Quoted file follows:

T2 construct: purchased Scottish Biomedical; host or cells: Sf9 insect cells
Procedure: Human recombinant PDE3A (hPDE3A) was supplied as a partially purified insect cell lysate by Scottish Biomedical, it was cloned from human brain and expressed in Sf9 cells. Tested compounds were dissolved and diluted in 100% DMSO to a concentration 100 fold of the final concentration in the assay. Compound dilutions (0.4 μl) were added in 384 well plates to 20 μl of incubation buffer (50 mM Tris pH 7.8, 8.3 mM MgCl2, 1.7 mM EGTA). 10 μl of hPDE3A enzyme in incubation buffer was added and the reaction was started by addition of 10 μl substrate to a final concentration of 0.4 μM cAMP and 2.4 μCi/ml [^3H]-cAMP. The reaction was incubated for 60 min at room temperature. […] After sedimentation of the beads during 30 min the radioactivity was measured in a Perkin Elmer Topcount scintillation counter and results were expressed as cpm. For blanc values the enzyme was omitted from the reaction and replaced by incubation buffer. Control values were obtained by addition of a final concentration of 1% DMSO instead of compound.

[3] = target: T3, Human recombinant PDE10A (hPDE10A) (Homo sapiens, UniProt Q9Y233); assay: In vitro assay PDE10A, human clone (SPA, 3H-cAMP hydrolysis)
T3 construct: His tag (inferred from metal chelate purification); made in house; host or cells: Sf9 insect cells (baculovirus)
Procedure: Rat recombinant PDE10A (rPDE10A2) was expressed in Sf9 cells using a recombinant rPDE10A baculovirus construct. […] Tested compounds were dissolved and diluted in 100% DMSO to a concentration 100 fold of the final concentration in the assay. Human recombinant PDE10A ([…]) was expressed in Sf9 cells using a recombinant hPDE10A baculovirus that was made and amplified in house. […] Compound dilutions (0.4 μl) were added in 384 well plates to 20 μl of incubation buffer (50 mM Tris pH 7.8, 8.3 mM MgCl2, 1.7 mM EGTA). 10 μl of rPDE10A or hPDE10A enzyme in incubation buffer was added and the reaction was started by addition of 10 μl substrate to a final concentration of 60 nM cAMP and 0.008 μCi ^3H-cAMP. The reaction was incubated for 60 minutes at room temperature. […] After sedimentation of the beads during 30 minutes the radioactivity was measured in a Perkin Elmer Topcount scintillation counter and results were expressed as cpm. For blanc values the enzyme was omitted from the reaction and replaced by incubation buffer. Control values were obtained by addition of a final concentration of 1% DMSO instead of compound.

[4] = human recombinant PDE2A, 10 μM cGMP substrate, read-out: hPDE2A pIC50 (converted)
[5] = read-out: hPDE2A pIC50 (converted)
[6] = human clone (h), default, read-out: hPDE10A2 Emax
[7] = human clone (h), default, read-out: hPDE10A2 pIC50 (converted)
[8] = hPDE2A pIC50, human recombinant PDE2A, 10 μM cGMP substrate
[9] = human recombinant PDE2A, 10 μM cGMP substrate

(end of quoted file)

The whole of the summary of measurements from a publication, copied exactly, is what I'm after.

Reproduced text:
T2 construct: purchased Scottish Biomedical; host or cells: Sf9 insect cells
Procedure: Human recombinant PDE3A (hPDE3A) was supplied as a partially purified insect cell lysate by Scottish Biomedical, it was cloned from human brain and expressed in Sf9 cells. Tested compounds were dissolved and diluted in 100% DMSO to a concentration 100 fold of the final concentration in the assay. Compound dilutions (0.4 μl) were added in 384 well plates to 20 μl of incubation buffer (50 mM Tris pH 7.8, 8.3 mM MgCl2, 1.7 mM EGTA). 10 μl of hPDE3A enzyme in incubation buffer was added and the reaction was started by addition of 10 μl substrate to a final concentration of 0.4 μM cAMP and 2.4 μCi/ml [^3H]-cAMP. The reaction was incubated for 60 min at room temperature. […] After sedimentation of the beads during 30 min the radioactivity was measured in a Perkin Elmer Topcount scintillation counter and results were expressed as cpm. For blanc values the enzyme was omitted from the reaction and replaced by incubation buffer. Control values were obtained by addition of a final concentration of 1% DMSO instead of compound.

[3] = target: T3, Human recombinant PDE10A (hPDE10A) (Homo sapiens, UniProt Q9Y233); assay: In vitro assay PDE10A, human clone (SPA, 3H-cAMP hydrolysis)
T3 construct: His tag (inferred from metal chelate purification); made in house; host or cells: Sf9 insect cells (baculovirus)
Procedure: Rat recombinant PDE10A (rPDE10A2) was expressed in Sf9 cells using a recombinant rPDE10A baculovirus construct. […] Tested compounds were dissolved and diluted in 100% DMSO to a concentration 100 fold of the final concentration in the assay. Human recombinant PDE10A ([…]) was expressed in Sf9 cells using a recombinant hPDE10A baculovirus that was made and amplified in house. […] Compound dilutions (0.4 μl) were added in 384 well plates to 20 μl of incubation buffer (50 mM Tris pH 7.8, 8.3 mM MgCl2, 1.7 mM EGTA). 10 μl of rPDE10A or hPDE10A enzyme in incubation buffer was added and the reaction was started by addition of 10 μl substrate to a final concentration of 60 nM cAMP and 0.008 μCi ^3H-cAMP. The reaction was incubated for 60 minutes at room temperature. […] After sedimentation of the beads during 30 minutes the radioactivity was measured in a Perkin Elmer Topcount scintillation counter and results were expressed as cpm. For blanc values the enzyme was omitted from the reaction and replaced by incubation buffer. Control values were obtained by addition of a final concentration of 1% DMSO instead of compound.

[4] = human recombinant PDE2A, 10 μM cGMP substrate, read-out: hPDE2A pIC50 (converted)
[5] = read-out: hPDE2A pIC50 (converted)
[6] = human clone (h), default, read-out: hPDE10A2 Emax
[7] = human clone (h), default, read-out: hPDE10A2 pIC50 (converted)
[8] = hPDE2A pIC50, human recombinant PDE2A, 10 μM cGMP substrate
[9] = human recombinant PDE2A, 10 μM cGMP substrate